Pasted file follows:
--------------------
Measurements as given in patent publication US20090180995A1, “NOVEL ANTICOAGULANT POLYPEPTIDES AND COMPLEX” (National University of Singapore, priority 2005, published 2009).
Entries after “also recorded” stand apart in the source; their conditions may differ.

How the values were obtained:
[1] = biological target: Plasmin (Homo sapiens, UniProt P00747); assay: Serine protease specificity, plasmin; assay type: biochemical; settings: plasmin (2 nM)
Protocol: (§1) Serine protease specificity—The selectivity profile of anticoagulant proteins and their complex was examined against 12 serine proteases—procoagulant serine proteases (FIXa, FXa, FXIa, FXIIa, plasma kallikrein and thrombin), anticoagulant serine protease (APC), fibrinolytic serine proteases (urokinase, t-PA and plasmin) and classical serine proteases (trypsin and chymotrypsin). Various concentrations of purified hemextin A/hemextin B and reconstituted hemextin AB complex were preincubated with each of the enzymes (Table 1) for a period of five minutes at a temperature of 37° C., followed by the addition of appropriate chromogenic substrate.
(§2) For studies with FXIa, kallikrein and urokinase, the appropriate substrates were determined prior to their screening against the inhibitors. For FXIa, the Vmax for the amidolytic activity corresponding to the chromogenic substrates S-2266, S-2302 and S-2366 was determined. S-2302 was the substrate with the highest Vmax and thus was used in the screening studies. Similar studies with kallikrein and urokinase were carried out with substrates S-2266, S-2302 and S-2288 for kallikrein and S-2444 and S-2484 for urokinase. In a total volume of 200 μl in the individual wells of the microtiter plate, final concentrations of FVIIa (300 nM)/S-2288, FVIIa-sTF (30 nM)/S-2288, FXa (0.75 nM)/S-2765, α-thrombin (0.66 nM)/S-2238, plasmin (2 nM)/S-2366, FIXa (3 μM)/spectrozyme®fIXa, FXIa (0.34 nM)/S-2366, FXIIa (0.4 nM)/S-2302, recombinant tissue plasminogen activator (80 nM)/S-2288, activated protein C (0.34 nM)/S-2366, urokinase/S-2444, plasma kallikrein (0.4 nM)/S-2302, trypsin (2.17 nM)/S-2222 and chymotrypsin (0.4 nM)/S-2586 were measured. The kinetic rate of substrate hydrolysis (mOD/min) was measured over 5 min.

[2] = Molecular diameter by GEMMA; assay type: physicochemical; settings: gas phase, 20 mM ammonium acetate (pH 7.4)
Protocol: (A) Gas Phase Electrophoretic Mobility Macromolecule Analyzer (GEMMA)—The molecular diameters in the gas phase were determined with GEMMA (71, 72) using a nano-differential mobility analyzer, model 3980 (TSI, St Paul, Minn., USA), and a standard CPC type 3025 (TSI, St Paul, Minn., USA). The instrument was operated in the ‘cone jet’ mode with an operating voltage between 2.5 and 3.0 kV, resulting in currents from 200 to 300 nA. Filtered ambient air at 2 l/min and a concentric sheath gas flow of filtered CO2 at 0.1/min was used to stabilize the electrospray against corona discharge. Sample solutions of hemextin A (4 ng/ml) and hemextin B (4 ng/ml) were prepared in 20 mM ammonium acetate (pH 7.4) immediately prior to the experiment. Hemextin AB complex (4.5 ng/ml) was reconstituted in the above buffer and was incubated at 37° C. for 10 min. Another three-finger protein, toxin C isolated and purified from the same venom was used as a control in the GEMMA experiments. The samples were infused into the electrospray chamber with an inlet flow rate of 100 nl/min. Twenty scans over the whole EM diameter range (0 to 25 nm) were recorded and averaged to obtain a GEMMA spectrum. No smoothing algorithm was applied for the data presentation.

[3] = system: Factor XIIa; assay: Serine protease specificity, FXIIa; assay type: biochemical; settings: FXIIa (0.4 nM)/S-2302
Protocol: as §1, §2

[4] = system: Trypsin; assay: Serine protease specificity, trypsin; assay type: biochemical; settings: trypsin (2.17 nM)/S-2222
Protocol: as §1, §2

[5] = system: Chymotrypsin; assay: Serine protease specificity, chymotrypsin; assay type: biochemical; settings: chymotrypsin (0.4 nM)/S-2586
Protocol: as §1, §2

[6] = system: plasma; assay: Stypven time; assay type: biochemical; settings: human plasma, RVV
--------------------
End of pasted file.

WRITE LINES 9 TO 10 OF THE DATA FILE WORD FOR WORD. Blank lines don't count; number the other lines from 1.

[3] = system: Factor XIIa; assay: Serine protease specificity, FXIIa; assay type: biochemical; settings: FXIIa (0.4 nM)/S-2302
Protocol: as §1, §2